What's On Your Mind?: Property market is buzzing while scenery is still key
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What a year. Even among grizzled property market professionals who have campaigned through recessions, slumps and banking crises, few have experienced anything like the dramatic peaks and troughs of the Covid-19 Year.
Now that the tide of battle appears to be turning in our favour, it is perhaps time to take stock and consider what the altered landscape of the future will look like.
At first glance, it appears that Inverness and the Highlands – from Caithness to Oban – have come through not only unscathed, but in relatively good shape.
In fact, Inverness was one the best-performing cities in Scotland in the 12 months to October 2020, according to Bank of Scotland, with the average house price rising by £15,000, or 8.1 per cent, to £195,000. This contrasts starkly with Aberdeen, where prices fell by 1.4 per cent.
There is little doubt that the very satisfying growth in the Highland area has been driven by outside money. Despite rising prices, the region is still remarkably cheap compared to other parts of the UK, and people with oodles of buying power have been circling since March last year.
This inflow has been brought to the boil by sustained local demand and a continuing shortage of quality properties, leading to an environment in which sales are going to very quick closing dates and conclusions, with noticeable price inflation.
Developments by housebuilders such as Tulloch Homes and Springfield Properties are oversubscribed, and executives of both firms have been calling on local authorities to work closely with them to address the north’s housing shortage.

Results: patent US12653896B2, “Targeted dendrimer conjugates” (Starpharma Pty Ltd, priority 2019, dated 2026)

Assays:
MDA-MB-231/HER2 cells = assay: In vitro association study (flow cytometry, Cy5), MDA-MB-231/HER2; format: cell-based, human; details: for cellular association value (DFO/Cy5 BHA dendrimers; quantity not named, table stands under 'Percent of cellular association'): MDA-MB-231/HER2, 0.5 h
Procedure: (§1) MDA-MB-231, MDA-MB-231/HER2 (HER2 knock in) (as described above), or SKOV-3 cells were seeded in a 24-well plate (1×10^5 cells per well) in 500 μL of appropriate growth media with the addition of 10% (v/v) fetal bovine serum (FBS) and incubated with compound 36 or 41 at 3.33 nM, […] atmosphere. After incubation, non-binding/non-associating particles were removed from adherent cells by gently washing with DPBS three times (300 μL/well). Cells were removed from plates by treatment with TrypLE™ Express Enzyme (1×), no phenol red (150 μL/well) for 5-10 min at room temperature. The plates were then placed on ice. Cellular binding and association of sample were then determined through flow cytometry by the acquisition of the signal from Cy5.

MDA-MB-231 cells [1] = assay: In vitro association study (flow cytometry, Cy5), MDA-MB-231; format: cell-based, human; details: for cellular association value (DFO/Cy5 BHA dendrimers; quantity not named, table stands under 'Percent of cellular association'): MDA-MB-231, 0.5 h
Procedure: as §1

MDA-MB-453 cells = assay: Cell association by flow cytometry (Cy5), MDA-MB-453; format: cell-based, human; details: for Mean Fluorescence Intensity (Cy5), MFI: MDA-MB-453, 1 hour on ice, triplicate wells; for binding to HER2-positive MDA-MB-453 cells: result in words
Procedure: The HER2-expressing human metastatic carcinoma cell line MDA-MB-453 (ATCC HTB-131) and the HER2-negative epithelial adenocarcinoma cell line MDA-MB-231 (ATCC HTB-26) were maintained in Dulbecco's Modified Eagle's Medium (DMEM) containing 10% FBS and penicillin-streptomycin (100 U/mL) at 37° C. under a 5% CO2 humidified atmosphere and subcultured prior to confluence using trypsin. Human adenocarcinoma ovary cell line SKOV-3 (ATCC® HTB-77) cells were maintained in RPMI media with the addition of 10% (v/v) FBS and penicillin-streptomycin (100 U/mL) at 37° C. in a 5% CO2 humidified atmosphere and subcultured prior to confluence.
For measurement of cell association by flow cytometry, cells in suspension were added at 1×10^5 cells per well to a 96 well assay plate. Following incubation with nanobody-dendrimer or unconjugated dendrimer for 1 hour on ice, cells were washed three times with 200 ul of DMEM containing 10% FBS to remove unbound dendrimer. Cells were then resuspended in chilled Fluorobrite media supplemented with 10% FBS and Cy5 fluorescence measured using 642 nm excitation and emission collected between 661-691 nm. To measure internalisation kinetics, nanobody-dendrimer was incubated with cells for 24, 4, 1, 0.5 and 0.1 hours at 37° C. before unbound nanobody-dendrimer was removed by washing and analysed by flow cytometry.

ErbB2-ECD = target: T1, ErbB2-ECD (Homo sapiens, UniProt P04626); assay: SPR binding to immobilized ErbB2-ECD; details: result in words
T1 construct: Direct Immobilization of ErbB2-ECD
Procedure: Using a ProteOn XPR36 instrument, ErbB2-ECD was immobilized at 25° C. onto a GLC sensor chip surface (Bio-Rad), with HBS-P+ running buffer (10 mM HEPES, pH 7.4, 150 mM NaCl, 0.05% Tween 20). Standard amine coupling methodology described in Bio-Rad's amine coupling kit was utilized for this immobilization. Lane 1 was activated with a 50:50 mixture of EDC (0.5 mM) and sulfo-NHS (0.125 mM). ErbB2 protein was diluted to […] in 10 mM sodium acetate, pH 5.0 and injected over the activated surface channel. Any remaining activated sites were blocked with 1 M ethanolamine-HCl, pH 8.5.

But, for a number of reasons, the market is at a significant disconnect from the local economy.
The worry is that, while the outlook for property looks rosy at the moment, hostilities could recommence as the year wears on and the people who have been furloughed become redundant, depressing the pool of aspirational buyers.
The closure of Debenhams has, as in other towns, been a major setback and chill winds are blowing through the rest of the retail sector.
These things matter. Tourism and retail attract visitors to the city: they spend their money, create local wealth and allow local people to participate in the property market. Without them, the outlook is cloudy.
Of course, many workers in retail have transferable skills and could find employment in hospitality and leisure.
Like every other aspect of business, the property sector needs some degree of certainty to allow it to plan for the future and not be subject to arbitrary shocks which pull the rug from under it.
The market is buoyant at the moment, but prudence and caution are faithful allies in uncertain times and we have to remain aware of the bigger picture, conscious that forces outwith the immediate area could have a dramatic effect.
The upside is that, for all this year of turbulence, the scenery has not changed. People want homes here because it is a lovely place to live. That is what will see us through.
Graham Forbes is a partner in the Inverness office of DM Hall Chartered Surveyors.
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